Greatly to the consternation and disgust of other householders, a "second girl" was added to the Windom menage,--a parlour-maid she was called. This was too much. It was rank injustice. General housework girls began to complain of having too much work to do,--getting up at five in the morning, cooking for half a dozen "hands," doing all the washing and ironing, milking, sweeping and so on, and not getting to bed till nine or ten o'clock at night,--to say nothing of family dinners on Sunday and the preacher in every now and then, and all that. Moreover, Mrs. Windom herself never looked bedraggled. She took care of her hair, wore good clothes, went to the dentist regularly (whether she had a toothache or not), had meals served in what Maria Bliss loftily described as "courses," and saw to it that David Windom shaved once a day, dressed better than his neighbours, kept his "surrey" and "side-bar buggy" washed, his harness oiled and polished, and wore real riding-boots.

The barnyard took on an orderly appearance, the stables were repaired, the picket fences gleamed white in the sun, the roof of the house was painted red, the sides a shimmering white, and there were green window shutters and green window boxes filled with geraniums. The front yard was kept mowed, and there were great flower-beds encircled by snow-white boulders; a hammock was swung in the shade of two great oaks, and--worst of all! a tennis-court was laid out alongside the house.

Tennis! That was a game played only by "dudes"! Passers-by looked with scorn upon young David Windom and his flaxen-haired wife as they played at the silly game before supper every evening. And they went frequently to the "opera house" at the county seat, ten miles up the river; they did not wait for summer to come with its circus, as all the other farmers were content to do; whenever there was a good "show" at the theatre in town they sent up for reserved seats and drove in for supper at the principal hotel. Altogether, young Mrs. Windom was simply "raising Cain" with the conventions.

Strange to say, David did not "go to smash." To the intense chagrin of the wiseacres he prospered despite an unprecedented disregard for the teachings of his father and his grandfather before him. The wolf stayed a long way off from his door, the prophetic mortgage failed to lay its blight upon his lands, his crops were bountiful, his acreage spread as the years went by,--and so his uncles, his cousins and his aunts were never so happy as when wishing for the good old days when his father was alive and running the farm as it should be run! If David had married some good, sensible, thrifty, hard-working farmer's daughter,--Well, it might not have meant an improvement in the crops but it certainly would have spared him the expense of a tennis court, and theatre-going, and absolutely unnecessary trips to Chicago or Indianapolis whenever SHE took it into her head to go. Besides, it wasn't natural that they should deliberately put off having children. It wasn't what God and the country expected. After a year had passed and there were no symptoms of approaching motherhood, certain narrow-minded relatives began to blame Great Britain for the outrage and talked a great deal about a worn-out, deteriorating race.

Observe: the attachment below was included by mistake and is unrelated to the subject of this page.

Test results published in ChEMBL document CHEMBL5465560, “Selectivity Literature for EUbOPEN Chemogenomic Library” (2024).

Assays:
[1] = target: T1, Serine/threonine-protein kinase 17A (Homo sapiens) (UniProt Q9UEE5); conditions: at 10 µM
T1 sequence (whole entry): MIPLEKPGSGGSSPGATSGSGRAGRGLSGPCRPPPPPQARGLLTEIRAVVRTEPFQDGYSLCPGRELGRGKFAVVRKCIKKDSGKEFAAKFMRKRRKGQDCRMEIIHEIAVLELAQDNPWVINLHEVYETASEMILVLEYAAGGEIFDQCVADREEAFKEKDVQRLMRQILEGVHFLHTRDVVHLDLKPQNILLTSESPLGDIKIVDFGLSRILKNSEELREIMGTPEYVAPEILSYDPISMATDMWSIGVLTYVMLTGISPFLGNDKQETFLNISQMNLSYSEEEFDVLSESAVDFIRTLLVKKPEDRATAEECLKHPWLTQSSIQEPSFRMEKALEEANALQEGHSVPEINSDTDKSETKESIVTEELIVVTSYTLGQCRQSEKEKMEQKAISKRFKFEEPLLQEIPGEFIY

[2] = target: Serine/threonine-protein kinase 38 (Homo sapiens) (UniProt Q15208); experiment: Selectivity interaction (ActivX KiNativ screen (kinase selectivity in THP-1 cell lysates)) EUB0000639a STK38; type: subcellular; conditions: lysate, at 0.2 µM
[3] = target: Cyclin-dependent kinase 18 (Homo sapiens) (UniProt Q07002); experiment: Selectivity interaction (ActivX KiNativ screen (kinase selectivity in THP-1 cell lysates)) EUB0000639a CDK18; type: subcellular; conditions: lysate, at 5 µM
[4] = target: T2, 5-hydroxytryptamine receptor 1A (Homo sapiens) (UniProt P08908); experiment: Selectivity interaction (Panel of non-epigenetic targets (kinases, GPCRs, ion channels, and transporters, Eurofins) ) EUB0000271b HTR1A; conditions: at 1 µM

Then, after two years, when a girl baby was born to David and his wife, they couldn't, for the life of them, understand how it came to pass that it wasn't a boy. There had been nothing but boys in the Windom family for years and years. It appeared to be a Windom custom. And here was this fair-haired outsider from across the sea breaking in with a girl! They could not believe it possible. David,--a great, strong, perfect specimen of a Windom,--the father of a girl! Why, they emphasized, he was over six feet tall, strong as an ox, broad-shouldered,--as fine a figure as you would see in a lifetime. There was something wrong,--radically wrong.

The district suffered another shock when a nurse maid was added to David's household,--a girl from the city who had nothing whatever to do, except to take care of the baby while the unnatural mother tinkered with the flower-beds, took long walks about the farm, rode horseback, and played tennis with David and a silly crowd of young people who had fallen into evil ways.

She died when her daughter was ten years old. Those who had misunderstood her and criticized her in the beginning, mourned her deeply, sincerely, earnestly in the end, for she had triumphed over prejudice, narrow-mindedness, and a certain form of malice. The whole district was the better for her once hateful innovations, and there was no one left who scoffed at David Windom for the choice he had made of a wife.

Quill's Window - 3/55